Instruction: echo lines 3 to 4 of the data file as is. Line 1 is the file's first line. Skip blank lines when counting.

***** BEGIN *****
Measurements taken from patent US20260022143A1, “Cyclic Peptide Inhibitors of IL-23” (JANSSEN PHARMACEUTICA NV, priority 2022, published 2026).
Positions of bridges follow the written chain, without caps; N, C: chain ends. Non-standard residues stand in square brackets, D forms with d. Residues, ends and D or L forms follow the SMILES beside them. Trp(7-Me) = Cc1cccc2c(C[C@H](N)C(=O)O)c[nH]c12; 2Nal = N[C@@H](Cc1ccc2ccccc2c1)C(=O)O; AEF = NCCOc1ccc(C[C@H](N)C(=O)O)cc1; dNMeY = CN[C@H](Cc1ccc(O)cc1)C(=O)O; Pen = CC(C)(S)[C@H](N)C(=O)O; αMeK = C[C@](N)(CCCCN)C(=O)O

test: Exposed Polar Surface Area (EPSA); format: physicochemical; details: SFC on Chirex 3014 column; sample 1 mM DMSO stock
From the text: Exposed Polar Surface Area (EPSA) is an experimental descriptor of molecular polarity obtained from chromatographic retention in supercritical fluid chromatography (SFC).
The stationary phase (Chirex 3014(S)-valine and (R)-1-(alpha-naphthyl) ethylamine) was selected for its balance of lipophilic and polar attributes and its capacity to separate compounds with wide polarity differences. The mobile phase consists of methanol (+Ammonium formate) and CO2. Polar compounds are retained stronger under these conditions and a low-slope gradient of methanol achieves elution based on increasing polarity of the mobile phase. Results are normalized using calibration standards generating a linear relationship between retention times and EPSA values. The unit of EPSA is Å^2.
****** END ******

test: Exposed Polar Surface Area (EPSA); format: physicochemical; details: SFC on Chirex 3014 column; sample 1 mM DMSO stock
From the text: Exposed Polar Surface Area (EPSA) is an experimental descriptor of molecular polarity obtained from chromatographic retention in supercritical fluid chromatography (SFC).